My take is that 2009 will be plagued by electoral campaigns and the fight in Congress to pass those new laws. And of course, more marches, demonstrations and strikes. Why not!


Anonymous said...

That map is deceptive. Provincial level maps and other presentations will show a more complex pattern of support and opposition for the new constitution.

Obviously, a large minority of Bolivians opposed it. But the Media Luna itself has a large minority as well that supports the constitution. So they don't have much of an argument when they argue for refusing to accept elections based on minority rights.

For example, 39% of Bolivian voters voted NO. Many of those No votes were concentrated in the east. In the Department of Santa Cruz, for example, 65% voted No. But 4 of the 15 provinces of Santa Cruz voted for the constitution. Tarija voted 57% overall, but 4 of its 6 provinces voted for the constitution.

You mention Sucre, which voted 66% against the constitution (at least that is true for the province where the city is located--the city probably voted even higher for No), but all 9 of the other provinces of Chuquisaca voted Yes.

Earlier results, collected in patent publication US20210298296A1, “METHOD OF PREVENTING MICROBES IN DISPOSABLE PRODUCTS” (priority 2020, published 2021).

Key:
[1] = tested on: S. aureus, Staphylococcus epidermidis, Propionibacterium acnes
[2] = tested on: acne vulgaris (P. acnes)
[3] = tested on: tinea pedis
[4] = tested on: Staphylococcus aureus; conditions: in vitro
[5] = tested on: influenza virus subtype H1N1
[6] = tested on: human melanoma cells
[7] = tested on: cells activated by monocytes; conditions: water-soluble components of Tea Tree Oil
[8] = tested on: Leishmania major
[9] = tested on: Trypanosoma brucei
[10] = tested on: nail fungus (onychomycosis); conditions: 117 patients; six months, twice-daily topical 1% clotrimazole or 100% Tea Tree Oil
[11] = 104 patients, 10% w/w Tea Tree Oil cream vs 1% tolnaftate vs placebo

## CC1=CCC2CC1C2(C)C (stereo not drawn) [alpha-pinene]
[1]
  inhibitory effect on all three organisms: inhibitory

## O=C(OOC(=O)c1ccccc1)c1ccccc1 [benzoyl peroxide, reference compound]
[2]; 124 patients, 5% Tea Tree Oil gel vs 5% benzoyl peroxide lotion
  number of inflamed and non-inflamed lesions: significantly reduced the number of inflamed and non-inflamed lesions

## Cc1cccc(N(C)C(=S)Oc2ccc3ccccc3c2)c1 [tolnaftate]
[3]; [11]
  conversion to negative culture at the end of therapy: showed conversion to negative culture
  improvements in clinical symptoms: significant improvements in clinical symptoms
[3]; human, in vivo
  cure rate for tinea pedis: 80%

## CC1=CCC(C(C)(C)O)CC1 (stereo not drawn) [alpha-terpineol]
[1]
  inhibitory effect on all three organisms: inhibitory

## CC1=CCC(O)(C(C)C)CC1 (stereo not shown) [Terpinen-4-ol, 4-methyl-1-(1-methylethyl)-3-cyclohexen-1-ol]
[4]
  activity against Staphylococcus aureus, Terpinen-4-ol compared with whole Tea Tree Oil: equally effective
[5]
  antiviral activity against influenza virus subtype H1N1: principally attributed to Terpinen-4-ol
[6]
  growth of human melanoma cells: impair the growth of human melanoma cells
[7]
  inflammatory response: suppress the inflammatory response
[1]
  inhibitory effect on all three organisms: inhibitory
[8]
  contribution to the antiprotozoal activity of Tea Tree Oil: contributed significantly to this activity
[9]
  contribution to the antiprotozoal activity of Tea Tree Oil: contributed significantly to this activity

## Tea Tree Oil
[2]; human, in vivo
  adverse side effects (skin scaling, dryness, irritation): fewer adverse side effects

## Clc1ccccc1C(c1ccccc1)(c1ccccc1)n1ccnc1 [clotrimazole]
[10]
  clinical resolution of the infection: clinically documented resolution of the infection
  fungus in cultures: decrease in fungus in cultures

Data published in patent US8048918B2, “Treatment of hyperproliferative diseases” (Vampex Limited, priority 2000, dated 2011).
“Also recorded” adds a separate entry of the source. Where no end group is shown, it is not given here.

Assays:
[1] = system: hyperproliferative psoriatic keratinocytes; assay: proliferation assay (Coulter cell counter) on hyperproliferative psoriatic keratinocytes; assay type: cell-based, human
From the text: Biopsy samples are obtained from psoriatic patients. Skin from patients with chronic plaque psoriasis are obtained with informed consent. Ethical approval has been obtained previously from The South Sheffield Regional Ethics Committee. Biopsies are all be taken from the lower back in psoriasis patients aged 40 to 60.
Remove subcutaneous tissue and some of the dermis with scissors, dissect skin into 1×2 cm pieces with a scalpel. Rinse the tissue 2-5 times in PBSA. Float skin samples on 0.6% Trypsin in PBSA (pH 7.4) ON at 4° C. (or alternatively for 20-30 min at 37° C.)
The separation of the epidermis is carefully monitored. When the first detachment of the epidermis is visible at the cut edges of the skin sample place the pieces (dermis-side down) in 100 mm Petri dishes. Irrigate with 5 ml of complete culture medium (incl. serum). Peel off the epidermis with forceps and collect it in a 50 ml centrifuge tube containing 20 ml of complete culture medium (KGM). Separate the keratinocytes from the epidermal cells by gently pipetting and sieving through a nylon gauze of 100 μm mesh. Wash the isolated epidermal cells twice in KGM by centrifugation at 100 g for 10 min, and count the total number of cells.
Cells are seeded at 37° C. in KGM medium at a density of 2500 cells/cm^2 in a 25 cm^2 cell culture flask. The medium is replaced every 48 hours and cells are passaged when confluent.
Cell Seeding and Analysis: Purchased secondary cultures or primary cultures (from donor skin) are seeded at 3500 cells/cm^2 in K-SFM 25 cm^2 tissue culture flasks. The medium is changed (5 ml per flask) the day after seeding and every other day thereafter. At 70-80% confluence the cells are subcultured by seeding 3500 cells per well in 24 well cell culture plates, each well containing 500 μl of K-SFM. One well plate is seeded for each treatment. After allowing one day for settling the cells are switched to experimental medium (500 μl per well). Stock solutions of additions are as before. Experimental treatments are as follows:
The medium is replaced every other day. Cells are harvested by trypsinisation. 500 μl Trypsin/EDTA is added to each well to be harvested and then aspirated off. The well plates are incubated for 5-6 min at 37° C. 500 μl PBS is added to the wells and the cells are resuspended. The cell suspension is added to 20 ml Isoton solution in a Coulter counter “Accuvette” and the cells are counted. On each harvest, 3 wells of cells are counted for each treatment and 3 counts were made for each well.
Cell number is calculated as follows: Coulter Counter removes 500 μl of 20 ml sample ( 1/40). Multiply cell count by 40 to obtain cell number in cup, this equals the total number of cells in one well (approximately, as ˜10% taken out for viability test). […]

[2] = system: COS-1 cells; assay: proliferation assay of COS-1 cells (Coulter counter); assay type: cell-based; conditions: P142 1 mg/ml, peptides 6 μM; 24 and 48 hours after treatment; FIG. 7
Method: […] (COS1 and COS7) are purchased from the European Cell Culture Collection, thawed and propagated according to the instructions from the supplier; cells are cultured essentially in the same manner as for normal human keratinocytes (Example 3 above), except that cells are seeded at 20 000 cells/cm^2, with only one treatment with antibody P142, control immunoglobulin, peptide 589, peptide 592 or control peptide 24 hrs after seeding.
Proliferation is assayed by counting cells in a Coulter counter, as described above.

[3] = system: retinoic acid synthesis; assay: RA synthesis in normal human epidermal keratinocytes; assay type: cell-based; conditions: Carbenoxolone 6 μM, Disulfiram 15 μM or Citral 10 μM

Gringo said...

Here is one interpretation of the division. Over the years, there has been steady migration from the highlands to the lowlands, resulting in lesser power of the highlands relative to the lowlands. The dominant foreign exchange earner for the country was once tin mining. No more. How much of the rent from the tin mines reached the lowlands relative to the highlands? Very little , I imagine. The new constitution is an attempt to stem this diminution of population, economic and political power of the highlands relative to the lowlands, by appropriating as much as possible of the gas rent to the highlands.